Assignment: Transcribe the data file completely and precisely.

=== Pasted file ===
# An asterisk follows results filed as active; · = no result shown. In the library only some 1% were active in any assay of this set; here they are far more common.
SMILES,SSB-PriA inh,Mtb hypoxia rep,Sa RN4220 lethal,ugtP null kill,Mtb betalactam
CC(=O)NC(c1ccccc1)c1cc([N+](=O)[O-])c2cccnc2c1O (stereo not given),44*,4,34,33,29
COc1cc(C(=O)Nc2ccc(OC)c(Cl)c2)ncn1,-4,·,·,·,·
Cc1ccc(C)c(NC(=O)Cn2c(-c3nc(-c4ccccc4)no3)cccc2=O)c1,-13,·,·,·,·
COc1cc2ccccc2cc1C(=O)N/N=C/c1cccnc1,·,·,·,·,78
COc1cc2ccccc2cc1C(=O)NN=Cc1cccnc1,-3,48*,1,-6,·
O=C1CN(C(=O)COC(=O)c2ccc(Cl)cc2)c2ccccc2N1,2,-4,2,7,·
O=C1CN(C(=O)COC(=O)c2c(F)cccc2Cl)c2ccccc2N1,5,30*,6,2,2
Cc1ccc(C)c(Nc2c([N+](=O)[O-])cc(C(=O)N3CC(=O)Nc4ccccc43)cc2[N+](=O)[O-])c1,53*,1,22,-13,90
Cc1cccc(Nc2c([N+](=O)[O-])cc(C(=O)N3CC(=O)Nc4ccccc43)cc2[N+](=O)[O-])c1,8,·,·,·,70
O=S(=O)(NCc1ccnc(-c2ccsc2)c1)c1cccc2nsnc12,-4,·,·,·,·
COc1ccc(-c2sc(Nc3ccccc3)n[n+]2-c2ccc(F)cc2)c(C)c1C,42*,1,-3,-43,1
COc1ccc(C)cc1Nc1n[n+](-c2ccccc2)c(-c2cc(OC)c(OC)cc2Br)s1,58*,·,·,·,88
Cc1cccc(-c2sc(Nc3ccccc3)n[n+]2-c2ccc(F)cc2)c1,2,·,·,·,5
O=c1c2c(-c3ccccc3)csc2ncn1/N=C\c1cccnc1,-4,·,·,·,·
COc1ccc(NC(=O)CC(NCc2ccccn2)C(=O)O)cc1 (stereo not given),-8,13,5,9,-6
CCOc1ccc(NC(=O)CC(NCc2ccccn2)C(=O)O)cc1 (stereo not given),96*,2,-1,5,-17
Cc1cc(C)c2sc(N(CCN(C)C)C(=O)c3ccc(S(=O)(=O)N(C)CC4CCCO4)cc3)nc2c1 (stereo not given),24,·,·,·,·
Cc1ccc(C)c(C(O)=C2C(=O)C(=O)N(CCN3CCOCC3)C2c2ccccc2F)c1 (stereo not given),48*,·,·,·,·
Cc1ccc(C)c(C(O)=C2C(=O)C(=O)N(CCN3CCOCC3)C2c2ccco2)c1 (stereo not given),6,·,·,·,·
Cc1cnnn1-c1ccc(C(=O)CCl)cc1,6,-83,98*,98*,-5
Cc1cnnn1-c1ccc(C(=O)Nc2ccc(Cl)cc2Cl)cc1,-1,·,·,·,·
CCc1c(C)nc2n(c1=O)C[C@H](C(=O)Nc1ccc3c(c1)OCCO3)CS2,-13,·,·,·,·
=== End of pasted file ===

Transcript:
# An asterisk follows results filed as active; · = no result shown. In the library only some 1% were active in any assay of this set; here they are far more common.
SMILES,SSB-PriA inh,Mtb hypoxia rep,Sa RN4220 lethal,ugtP null kill,Mtb betalactam
CC(=O)NC(c1ccccc1)c1cc([N+](=O)[O-])c2cccnc2c1O (stereo not given),44*,4,34,33,29
COc1cc(C(=O)Nc2ccc(OC)c(Cl)c2)ncn1,-4,·,·,·,·
Cc1ccc(C)c(NC(=O)Cn2c(-c3nc(-c4ccccc4)no3)cccc2=O)c1,-13,·,·,·,·
COc1cc2ccccc2cc1C(=O)N/N=C/c1cccnc1,·,·,·,·,78
COc1cc2ccccc2cc1C(=O)NN=Cc1cccnc1,-3,48*,1,-6,·
O=C1CN(C(=O)COC(=O)c2ccc(Cl)cc2)c2ccccc2N1,2,-4,2,7,·
O=C1CN(C(=O)COC(=O)c2c(F)cccc2Cl)c2ccccc2N1,5,30*,6,2,2
Cc1ccc(C)c(Nc2c([N+](=O)[O-])cc(C(=O)N3CC(=O)Nc4ccccc43)cc2[N+](=O)[O-])c1,53*,1,22,-13,90
Cc1cccc(Nc2c([N+](=O)[O-])cc(C(=O)N3CC(=O)Nc4ccccc43)cc2[N+](=O)[O-])c1,8,·,·,·,70
O=S(=O)(NCc1ccnc(-c2ccsc2)c1)c1cccc2nsnc12,-4,·,·,·,·
COc1ccc(-c2sc(Nc3ccccc3)n[n+]2-c2ccc(F)cc2)c(C)c1C,42*,1,-3,-43,1
COc1ccc(C)cc1Nc1n[n+](-c2ccccc2)c(-c2cc(OC)c(OC)cc2Br)s1,58*,·,·,·,88
Cc1cccc(-c2sc(Nc3ccccc3)n[n+]2-c2ccc(F)cc2)c1,2,·,·,·,5
O=c1c2c(-c3ccccc3)csc2ncn1/N=C\c1cccnc1,-4,·,·,·,·
COc1ccc(NC(=O)CC(NCc2ccccn2)C(=O)O)cc1 (stereo not given),-8,13,5,9,-6
CCOc1ccc(NC(=O)CC(NCc2ccccn2)C(=O)O)cc1 (stereo not given),96*,2,-1,5,-17
Cc1cc(C)c2sc(N(CCN(C)C)C(=O)c3ccc(S(=O)(=O)N(C)CC4CCCO4)cc3)nc2c1 (stereo not given),24,·,·,·,·
Cc1ccc(C)c(C(O)=C2C(=O)C(=O)N(CCN3CCOCC3)C2c2ccccc2F)c1 (stereo not given),48*,·,·,·,·
Cc1ccc(C)c(C(O)=C2C(=O)C(=O)N(CCN3CCOCC3)C2c2ccco2)c1 (stereo not given),6,·,·,·,·
Cc1cnnn1-c1ccc(C(=O)CCl)cc1,6,-83,98*,98*,-5
Cc1cnnn1-c1ccc(C(=O)Nc2ccc(Cl)cc2Cl)cc1,-1,·,·,·,·
CCc1c(C)nc2n(c1=O)C[C@H](C(=O)Nc1ccc3c(c1)OCCO3)CS2,-13,·,·,·,·